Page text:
Ailing Barbara Walters Shockingly Revealed She Was Forced To Quit 'The View' In 2014, Lisa Ling Claims

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Apr. 4 2023, Published 2:00 p.m. ET

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It looks like Barbara Walters didn't want to retire, according to Lisa Ling.

The journalist, who served as a co-host on The View from 1999-2002, revealed a conversation she had with the star on her last day on the show.

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“‘Barbara, in a couple of months, are you going to be lounging in a hammock in Tahiti?’” Ling recalled asking Walters, who died in December 2022, when the cameras were off.

“And [Walters] just leaned over and whispered, ‘They’re making me quit,’” the CNN host claimed.

Ling, 49, added that she has “never shared this with anyone.”

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Walters created The View in 1997 and co-hosted the round table for 17 seasons. She remained an executive producer until her death.

After stepping away from the series, Walters shared how she was going to spend her days now that she didn't have to be on set.

"I'm going to lounge in bed until 3 in the afternoon," Walters told ABC News, adding that she planned on going to Berlin with a friend.

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"I don't know what my life is going to be when it is unscheduled!" Walters added. "I'll have to get used to it, but it sounds like a very good idea. I have always had a schedule. I've always had deadlines. I've always had things to do. It will be nice to get up and say, 'What do I have to do today? Nothing!'"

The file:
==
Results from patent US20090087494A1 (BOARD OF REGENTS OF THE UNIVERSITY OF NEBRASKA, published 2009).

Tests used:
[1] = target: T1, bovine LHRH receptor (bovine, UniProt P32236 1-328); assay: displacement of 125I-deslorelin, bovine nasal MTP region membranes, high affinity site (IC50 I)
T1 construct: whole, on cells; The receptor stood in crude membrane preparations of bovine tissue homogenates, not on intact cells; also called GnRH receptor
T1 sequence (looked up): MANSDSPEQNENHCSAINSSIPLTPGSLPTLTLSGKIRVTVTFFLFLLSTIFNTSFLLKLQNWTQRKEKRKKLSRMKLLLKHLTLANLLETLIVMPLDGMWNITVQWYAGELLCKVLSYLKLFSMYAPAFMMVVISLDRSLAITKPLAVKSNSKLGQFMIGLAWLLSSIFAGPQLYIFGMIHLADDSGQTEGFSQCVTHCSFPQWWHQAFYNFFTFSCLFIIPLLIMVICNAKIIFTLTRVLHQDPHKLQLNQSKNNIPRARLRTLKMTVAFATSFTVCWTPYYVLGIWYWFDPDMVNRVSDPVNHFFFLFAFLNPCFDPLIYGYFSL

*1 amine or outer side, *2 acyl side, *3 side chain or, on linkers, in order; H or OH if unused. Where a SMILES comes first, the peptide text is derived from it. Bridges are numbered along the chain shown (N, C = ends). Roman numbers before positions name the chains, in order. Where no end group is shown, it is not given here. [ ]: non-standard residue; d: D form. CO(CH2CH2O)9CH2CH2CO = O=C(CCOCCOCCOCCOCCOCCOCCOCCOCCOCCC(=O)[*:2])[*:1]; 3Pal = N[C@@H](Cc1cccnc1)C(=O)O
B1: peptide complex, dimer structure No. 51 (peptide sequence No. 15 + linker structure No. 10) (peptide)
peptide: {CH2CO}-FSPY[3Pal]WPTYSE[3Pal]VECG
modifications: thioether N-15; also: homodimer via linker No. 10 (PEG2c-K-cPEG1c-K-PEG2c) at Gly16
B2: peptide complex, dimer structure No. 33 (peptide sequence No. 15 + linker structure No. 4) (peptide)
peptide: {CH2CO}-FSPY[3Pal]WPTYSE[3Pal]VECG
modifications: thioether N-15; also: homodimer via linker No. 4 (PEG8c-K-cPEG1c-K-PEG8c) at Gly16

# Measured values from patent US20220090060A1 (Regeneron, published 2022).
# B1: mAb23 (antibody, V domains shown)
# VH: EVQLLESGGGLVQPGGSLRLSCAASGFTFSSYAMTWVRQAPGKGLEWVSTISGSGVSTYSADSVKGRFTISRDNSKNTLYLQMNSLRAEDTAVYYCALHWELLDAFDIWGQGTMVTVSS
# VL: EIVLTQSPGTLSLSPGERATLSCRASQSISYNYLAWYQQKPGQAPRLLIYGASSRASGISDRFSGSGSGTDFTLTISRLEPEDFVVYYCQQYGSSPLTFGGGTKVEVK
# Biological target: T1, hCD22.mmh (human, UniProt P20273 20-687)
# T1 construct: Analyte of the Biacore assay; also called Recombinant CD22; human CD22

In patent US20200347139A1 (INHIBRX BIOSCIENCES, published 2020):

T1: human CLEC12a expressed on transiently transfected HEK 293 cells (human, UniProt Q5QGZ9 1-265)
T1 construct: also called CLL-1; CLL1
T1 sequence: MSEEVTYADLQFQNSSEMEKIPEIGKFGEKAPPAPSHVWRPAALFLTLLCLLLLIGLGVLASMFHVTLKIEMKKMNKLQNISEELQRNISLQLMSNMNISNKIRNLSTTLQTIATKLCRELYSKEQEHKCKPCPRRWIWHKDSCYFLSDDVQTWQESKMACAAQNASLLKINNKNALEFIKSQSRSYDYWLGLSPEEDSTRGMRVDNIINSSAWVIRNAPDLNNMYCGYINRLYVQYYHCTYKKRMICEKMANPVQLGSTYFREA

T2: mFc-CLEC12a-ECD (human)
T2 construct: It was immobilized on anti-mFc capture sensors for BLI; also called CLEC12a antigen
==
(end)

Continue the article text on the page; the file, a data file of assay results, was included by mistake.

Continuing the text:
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At the time, her celebrity friends took time to honor Walters for paving the way for other female journalists.

"I want to be remembered as having inspired other young women to go into this business and to succeed. I've said it before and I mean it: They are my legacy," she said. "I have interviews I'm extremely proud of and some of them may even be one of a kind, but the lasting impact is the women who have, I hope, followed in my footsteps."

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As OK! previously reported, Walters passed away in December 2022.

Bob Iger, Chief Executive Officer of Disney, confirmed the news at the time.

"Barbara was a true legend, a pioneer not just for women in journalism but for journalism itself. She was a one-of-a-kind reporter who landed many of the most important interviews of our time, from heads of state and leaders of regimes to the biggest celebrities and sports icons. I had the pleasure of calling Barbara a colleague for more than three decades, but more importantly, I was able to call her a dear friend. She will be missed by all of us at The Walt Disney Company, and we send our deepest condolences to her daughter, Jacqueline," Iger said.

The Cut spoke with Ling.


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